Despite only having reviewed 50 books, it was hard to limit myself to 5 works. Books like The Best of All Possible Worlds by Karen Lord, Shattered Pillars by Elizabeth Bear and River of Stars by Guy Gavriel Kay are also very much worth reading. They missed the list by a fraction.

Traffic is down by 45 percent this year. I lost a lot of readers in the first three months of 2013. Not surprising given the level of activity back then. What also hurt the numbers is stat I apparently haven't produces a bit hit. Last year the reviews of The Hunger Games and Catching Fire drew an awful lot of traffic. This year nothing really jumped out like that. Maybe I should have reviewed Ender's Game after all.  The top ten most visited reviews of last year were:
  1. The Valley of the Horses by Jean M. Auel
  2. The Ice Dragon by George R.R. Martin
  3. The Clan of the Cave Bear by Jean M. Auel
  4. The Willful Princess and the Piebald Prince - Robin Hobb
  5. Sarum by Edward Rutherfurd
  6. The Hunger Games by Suzanne Collins
  7. The Lucky Strike by Kim Stanley Robinson
  8. Immersion by Aliette de Bodard
  9. A Feast of Crows by George R.R. Martin
  10. Blood and Bone by Ian C. Esslemont
I can't really make much of this list. Four titles were in it last year as well. Both Auels, the Martin and the Collins. I guess the debate over whether The Ice Dragon is part of A Song of Ice and Fire still rages. Personally I'm still of the opinion Martin didn't write it with that intend but that if the reader insists it can be passed of as one of old Nan's tales. The Lucky Strike is back on the list. I still suspect it is being used in some kind of literature class because I get a lot of search queries trying to find the answer on very specific questions about this work. Fortunately the review is suitably vague. I'm afraid they will have to read it for themselves. There are four 2013 reviews on the list, none of them very high. The first title in the list got approximately double the number of views as number ten. Things are much closer together than last year. Roadside Picnic had been on the list for the last three years. It has now dropped the the eleventh spot. I guess the new translation that has been released means there are more reviews recent reviews out there.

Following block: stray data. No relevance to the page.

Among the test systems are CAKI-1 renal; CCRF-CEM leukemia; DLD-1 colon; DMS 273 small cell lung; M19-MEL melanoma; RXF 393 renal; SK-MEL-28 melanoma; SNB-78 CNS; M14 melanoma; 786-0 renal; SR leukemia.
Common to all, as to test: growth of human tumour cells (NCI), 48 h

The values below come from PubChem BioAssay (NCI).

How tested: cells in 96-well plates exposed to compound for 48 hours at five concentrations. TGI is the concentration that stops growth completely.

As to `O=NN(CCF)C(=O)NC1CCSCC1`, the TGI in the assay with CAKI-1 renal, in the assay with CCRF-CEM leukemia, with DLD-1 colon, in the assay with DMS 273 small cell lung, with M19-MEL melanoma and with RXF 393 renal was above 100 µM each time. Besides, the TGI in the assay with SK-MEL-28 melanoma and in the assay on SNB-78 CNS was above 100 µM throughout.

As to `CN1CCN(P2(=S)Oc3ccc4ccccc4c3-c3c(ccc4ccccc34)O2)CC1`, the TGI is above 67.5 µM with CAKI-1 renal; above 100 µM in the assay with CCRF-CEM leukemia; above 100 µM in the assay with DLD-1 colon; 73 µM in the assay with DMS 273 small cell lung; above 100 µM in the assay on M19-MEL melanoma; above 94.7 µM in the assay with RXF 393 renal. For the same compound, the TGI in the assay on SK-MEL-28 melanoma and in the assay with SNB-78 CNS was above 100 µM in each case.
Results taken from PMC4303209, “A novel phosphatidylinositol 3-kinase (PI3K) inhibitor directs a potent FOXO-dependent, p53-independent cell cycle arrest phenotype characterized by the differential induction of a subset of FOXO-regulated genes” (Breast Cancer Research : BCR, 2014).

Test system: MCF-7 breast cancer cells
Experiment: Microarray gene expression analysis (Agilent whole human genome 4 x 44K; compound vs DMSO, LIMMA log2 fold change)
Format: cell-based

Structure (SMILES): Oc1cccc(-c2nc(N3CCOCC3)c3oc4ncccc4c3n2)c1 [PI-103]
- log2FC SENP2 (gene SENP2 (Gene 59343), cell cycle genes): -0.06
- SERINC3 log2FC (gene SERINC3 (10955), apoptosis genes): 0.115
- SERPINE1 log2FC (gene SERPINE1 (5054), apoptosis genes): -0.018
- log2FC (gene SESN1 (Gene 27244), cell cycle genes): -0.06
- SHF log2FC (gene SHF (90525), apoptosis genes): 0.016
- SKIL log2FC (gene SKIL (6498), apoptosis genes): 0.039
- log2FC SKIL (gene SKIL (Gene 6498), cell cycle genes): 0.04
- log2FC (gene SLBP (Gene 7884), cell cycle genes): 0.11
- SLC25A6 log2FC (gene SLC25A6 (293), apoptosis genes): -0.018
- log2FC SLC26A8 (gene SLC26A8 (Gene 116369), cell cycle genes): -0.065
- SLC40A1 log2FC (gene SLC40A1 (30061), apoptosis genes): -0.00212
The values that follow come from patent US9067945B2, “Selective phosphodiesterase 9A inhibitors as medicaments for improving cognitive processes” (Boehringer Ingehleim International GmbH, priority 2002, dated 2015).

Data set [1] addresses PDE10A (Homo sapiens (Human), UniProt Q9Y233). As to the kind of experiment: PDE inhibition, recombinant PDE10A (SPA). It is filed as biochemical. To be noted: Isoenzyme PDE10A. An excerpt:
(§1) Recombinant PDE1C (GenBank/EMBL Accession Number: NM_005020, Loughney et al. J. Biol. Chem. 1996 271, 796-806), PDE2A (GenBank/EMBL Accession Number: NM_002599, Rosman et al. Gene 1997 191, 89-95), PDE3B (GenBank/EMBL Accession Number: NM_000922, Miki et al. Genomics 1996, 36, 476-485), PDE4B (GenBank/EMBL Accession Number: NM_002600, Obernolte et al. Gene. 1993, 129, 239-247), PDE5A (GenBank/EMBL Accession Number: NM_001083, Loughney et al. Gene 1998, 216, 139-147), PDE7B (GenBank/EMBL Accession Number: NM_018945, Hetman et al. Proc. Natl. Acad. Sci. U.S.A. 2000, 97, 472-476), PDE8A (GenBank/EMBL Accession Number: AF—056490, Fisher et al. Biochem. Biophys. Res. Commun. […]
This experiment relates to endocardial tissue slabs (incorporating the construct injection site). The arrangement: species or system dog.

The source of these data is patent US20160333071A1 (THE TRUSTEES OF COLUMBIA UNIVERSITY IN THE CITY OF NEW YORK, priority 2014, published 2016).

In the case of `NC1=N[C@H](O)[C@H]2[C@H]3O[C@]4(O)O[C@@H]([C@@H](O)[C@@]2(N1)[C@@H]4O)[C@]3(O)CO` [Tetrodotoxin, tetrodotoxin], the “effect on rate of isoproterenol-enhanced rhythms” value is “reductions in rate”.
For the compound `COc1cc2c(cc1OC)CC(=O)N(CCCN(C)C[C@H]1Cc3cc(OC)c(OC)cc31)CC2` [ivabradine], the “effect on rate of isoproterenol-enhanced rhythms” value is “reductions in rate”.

Nothing to specific at the moment. I'm considering signing up for next year's reading challenge over at WWend but since they haven't released any details of what it might be I haven't decided on that yet. I trust them to come up with something good though. I want to continue working my way through the works of Frank Herbert and Kim Stanley Robinson but I haven't decide on specific titles yet. I also plan on rereading A Dance with Dragons before Martin overtakes me and delivers the sixth volume. I'm also looking forward to reading the final book in Cherie Priest's Clockwork Century and the final book in Elizabeth Bear's Eternal Sky. I understand Robin Hobb will have a new Fitz book out next year. That one is also high on the list of books to read. Then there are some loose ends from the Women of Genre Fiction reading challenge I want to follow up on. In particular Lord's Redemption in Indigo and the short fiction of Carol Emschwiller.
I indicated that there might be a few movie reviews in the near future on Random Comments. That project has stalled and I don't know yet if and when those will start to appear. We'll have to wait and see I guess.

So that is it for this year. I hope to see you all back on Random Comments in 2014, which will traditionally open with a review of one of Alastair Reynold's works. This year it will be Terminal World. Thank you for visiting my blog. I wish you all a healthy and prosperous 2014.



  1. Hey, I just wanted to say that I didn't discover your blog until this year, but it has quickly become one of my favourites.

    Keep up the good work!